Personal Finance | July 11, 2018

Should You Be Debt-Free Before You Retire?

Key Points

  • How much debt you can comfortably handle in retirement depends on your bigger financial picture.

  • It's not only a question of your assets vs. liabilities but also the type of debt you have.

  • Being debt-free before you retire is an emotional as well as a financial decision. Take the steps now that will allow you to strike the right balance later on.

Dear Carrie,

I hope to retire in about five years and am working on reducing my overall debt, including my mortgage. Should I put off retirement until I'm completely in the black?

—A Reader 

Dear Reader,

This is an excellent question, especially in light of a 2018 brief issued by the Employee Benefit Research Institute (EBRI) indicating that Americans approaching retirement today are more likely to have debt than past generations, with up to 68 percent of households headed by someone 55 or older having debt. The reasons are varied—from the high-cost of housing to ongoing student loan payments. Whatever the reason, carrying a lot of debt in retirement can impact your sense of financial well-being. So while being in debt and retiring aren't mutually exclusive, you're wise to be planning ahead.

To me, keeping control of overall debt is an important part of financial planning no matter what your stage of life. But a flat statement about eliminating all debt in retirement may be too simplistic. That's because the amount of debt you can comfortably handle is very individual and depends on your bigger financial picture.

Start by looking at assets vs. liabilities plus cash flow

Start with a simple net worth statement, listing your liabilities and your assets. This will put the significance of your total debt load in perspective. Do you have a high debt-to-assets ratio? That can be a red flag as you approach retirement.

Next, do a realistic estimate of your monthly retirement income and expenses. Add up your expected income from all sources—Social Security, pensions, real estate, savings, etc.—and subtract your estimated expenses. Don't forget to factor in recurring expenses such as taxes and insurance. And don't underestimate potential healthcare costs.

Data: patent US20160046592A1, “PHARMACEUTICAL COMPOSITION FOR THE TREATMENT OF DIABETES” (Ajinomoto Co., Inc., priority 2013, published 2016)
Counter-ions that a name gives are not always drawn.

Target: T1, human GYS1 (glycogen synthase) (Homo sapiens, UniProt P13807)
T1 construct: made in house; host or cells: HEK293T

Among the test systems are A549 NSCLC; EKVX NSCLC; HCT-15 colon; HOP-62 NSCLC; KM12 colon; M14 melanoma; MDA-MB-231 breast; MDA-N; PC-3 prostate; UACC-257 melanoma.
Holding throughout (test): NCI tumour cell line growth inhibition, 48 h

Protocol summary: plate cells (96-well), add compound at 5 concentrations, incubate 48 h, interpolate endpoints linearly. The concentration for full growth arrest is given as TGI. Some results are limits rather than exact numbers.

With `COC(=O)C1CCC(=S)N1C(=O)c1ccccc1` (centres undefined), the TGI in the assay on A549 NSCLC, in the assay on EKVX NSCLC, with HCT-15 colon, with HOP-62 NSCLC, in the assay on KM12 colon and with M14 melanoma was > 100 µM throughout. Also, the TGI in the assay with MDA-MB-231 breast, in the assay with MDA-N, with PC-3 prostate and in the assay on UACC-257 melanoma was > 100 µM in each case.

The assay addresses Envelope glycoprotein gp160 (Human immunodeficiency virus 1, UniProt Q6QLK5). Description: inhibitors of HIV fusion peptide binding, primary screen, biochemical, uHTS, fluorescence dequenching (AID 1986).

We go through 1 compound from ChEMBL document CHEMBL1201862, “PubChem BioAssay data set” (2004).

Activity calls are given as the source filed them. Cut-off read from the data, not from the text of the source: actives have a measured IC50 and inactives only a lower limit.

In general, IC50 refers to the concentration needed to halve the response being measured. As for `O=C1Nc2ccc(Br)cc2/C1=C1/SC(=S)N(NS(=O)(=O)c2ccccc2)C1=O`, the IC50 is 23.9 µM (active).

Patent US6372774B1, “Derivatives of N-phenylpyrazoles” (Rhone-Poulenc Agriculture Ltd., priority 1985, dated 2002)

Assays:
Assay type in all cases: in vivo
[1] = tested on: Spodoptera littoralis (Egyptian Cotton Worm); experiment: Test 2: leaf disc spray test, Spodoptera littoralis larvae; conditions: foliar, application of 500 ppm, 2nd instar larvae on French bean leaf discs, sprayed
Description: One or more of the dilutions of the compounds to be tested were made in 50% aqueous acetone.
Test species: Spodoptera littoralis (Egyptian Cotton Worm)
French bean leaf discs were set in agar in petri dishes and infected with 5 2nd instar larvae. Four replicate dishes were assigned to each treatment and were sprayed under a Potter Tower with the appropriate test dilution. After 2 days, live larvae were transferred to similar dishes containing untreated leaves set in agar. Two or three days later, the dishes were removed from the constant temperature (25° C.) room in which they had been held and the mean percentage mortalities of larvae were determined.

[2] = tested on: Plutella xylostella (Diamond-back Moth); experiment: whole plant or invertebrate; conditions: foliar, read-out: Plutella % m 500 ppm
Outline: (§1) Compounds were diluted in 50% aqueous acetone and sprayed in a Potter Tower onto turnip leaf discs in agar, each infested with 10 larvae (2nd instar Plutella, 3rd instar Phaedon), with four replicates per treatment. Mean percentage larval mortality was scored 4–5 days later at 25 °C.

Ideally, you want to have enough retirement income to cover your expenses and debt payments without depleting your assets. If you have considerable retirement savings as well as other sources of reliable retirement income that will cover your expenses including any debt, then carrying a mortgage, for instance, may not be an issue.

Qualify the type of debt you have

Total debt is important, but so is the type of debt you have. Debt that is low-cost and potentially tax-deductible, such as a mortgage or student loans, may actually work in your favor. But high-cost consumer debt—things like car loans and, especially, credit card balances—can really derail you if you're not careful.

This is the type of debt you should try to get rid of no matter what your retirement plans are. I'd start with credit cards. If you're carrying multiple balances, prioritize your payments. Tackle the highest interest balances first, increasing payments if you can, while paying at least the minimum on your other balances. Work your way down the list until everything is paid off.

Consolidating balances on a low-interest card and maximizing that payment is another option. But beware of the potential high-cost and hidden fees of loan consolidation offers. Once you have your credit card debt under control—and hopefully eliminated for good—start upping the payments on a car loan.

Do the math on your mortgage

Whether or not to pay off your mortgage before retiring is an ongoing question. A 2018 study by Annamaria Lusardi, Olivia S. Mitchell, and Noemi Oggero notes that mortgage debt is a primary cause of financial vulnerability for today's retirees. I agree that making mortgage payments in retirement can be a budgeting challenge, depending on the percentage of your monthly income your payment represents. But in certain circumstances, if you have a low-interest, tax-deductible mortgage, it could actually make economic sense to keep it.

For example, if you itemize your deductions and have a fully deductible 5 percent fixed loan on your home and a combined federal and state tax rate of 30 percent, your mortgage is really only costing you 3.5 percent per year. On the one hand, paying it off would be equivalent to a risk-free 3.5 percent return on your money. On the other, you might be able to invest those funds elsewhere at a potentially higher return.

So it really comes down to dollars and cents. If your monthly mortgage payment is going to represent a big chunk of your retirement income, you're probably wise to try to pay it off in advance. However, if you're confident you'll be able to cover your mortgage in retirement without sacrificing other essentials, or if paying it off now would dangerously deplete your savings, it could make more sense to just continue making your regular monthly payments.

Consider your feelings

Numbers aside, if you're convinced that being debt-free in retirement will give you the greatest sense of security, then that should be your focus. Get rid of consumer debt first. Make additional payments on your mortgage, as you're able. And give yourself a realistic retirement timetable—one that will allow you enough time to plan and save for a comfortable future.


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